HIV Care and Services Outside the US

The Latest

Ending the HIV Epidemic Will Take More Than Medicine

Our HIV research agenda has to address the world outside of a clinical trial, vaccine researcher Stephaun E. Wallace, Ph.D., argues.

By Stephaun E. Wallace, Ph.D.

Not Surprisingly, PopART Study Showed Community-Based Services Reduce HIV Incidence

"We don't need to spend another $140 million to find out how to retain people in care," activist David Barr writes. "We need to invest in the kinds of services people need so that they can use treatment easily and effectively."

By David Barr

This Week in HIV Research: How Low (an Atripla Dose) Can You Go?

Atripla may be just as effective when taken every other day; poor antiretroviral prescription fill rates after hospitalization; U.S. progress against UNAIDS targets; hepatitis C transmission clustering in France.

By Barbara Jungwirth and Myles Helfand

Gay Men, Substance Use, and Harm Reduction: It's Time to Act

"Placing more attention on meeting the sexual health and holistic wellness needs of gay men affected by sexualized substance use is critical," writes the associate director of Ontario's Gay Men's Sexual Health Alliance.

By Dane Griffiths for Canadian AIDS Treatment Information Exchange

NHS England Doubles Places on IMPACT PrEP Study to 26,000

Although the move means that more Britons might be able to access free PrEP, this study is also controversial for being seen as a way to delay full government approval.

By Simon Collins for HIV i-Base

This Week in HIV Research: Getting Smart(Phone) About HIV Detection

A cellphone attachment that detects HIV RNA; HIV-2 does indeed often progress to AIDS; CD4 count declines and incident hepatitis C coinfection; the global demographics of non-Hodgkin lymphoma.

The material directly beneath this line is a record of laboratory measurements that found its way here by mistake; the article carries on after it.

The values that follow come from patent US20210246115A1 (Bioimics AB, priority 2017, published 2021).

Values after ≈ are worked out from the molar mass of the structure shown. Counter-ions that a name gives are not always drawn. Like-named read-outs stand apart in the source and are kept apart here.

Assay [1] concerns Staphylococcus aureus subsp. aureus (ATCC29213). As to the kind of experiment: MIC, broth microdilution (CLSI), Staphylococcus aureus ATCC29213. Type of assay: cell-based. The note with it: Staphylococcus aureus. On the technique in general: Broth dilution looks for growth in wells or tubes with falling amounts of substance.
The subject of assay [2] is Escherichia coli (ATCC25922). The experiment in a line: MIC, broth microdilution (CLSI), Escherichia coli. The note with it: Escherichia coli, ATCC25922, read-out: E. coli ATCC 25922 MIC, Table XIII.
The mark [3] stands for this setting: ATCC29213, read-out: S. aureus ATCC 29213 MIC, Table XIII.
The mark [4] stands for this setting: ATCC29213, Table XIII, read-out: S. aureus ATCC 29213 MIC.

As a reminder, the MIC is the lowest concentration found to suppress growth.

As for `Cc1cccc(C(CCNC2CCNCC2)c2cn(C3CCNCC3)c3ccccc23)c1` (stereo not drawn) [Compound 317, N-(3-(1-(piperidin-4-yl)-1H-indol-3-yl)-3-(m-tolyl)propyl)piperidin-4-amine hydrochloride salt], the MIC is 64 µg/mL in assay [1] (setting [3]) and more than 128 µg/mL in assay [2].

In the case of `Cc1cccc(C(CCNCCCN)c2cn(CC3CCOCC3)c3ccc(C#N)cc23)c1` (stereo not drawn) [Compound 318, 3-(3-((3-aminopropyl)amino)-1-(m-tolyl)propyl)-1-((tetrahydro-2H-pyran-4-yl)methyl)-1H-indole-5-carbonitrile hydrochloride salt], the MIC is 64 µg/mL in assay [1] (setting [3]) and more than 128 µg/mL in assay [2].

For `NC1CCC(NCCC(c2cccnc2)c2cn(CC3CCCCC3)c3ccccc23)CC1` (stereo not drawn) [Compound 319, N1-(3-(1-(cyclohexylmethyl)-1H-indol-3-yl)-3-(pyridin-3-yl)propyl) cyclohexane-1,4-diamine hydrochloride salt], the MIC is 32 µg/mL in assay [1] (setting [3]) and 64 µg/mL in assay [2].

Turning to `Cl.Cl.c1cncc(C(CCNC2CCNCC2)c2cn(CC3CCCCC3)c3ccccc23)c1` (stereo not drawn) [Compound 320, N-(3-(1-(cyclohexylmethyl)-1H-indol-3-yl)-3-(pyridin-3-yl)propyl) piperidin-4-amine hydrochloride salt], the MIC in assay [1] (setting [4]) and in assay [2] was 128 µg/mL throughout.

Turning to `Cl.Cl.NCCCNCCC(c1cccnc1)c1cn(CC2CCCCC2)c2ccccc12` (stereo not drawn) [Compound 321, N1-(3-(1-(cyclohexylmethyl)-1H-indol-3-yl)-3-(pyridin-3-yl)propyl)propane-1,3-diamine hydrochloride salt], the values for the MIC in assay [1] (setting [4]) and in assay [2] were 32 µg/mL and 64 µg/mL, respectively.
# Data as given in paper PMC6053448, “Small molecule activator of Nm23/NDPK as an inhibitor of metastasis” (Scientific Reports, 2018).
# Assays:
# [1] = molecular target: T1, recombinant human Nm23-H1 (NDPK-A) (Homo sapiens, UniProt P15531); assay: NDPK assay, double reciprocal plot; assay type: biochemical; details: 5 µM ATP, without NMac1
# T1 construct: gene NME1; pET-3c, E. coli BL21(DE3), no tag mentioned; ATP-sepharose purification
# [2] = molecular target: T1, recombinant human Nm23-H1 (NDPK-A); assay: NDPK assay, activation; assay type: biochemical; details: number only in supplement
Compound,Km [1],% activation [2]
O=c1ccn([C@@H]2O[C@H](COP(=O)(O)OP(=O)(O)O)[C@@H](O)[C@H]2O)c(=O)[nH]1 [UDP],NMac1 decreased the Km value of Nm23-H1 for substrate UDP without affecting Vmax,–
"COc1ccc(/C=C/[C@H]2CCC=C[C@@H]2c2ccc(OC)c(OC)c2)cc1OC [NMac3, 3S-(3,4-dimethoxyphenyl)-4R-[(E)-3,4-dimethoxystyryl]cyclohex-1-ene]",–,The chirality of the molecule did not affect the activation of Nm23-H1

By Barbara Jungwirth and Myles Helfand

This Week in HIV Research: The PrEP Sex/Race Gap

PrEP access appears far from equal in the U.S.; HIV treatment and viral suppression disparities in Europe; how today’s hepatitis C treatments affect mortality; sex-based differences in cognitive impairment.

By Barbara Jungwirth and Myles Helfand

Jamaican Study of Serodiscordant Couples Highlights Challenges of PrEP Awareness

A poster presented at the annual IDWeek conference in San Francisco illustrated the lag between the World Health Organization's recommendations and PrEP uptake in an urban setting in Jamaica.

By Sony Salzman

More Than 30 Years Later, the UK Government Opens Inquiry Into Blood Contaminated With HIV and Hepatitis C

On Sept. 24, the first widespread inquiry into how thousands of people in the United Kingdom received contaminated blood in the 1970s and 1980s began with a preliminary hearing and a commemoration event dedicated to the victims.

By Martha Kempner

Canadian Study Examines Why Some Women Fall Out of the HIV Care Cascade

In a study of more than 1,400 women living with HIV, nearly 30% did not achieve viral suppression and some groups of women had greater challenges with adherence and staying in care.

By Sean R. Hosein for Canadian AIDS Treatment Information Exchange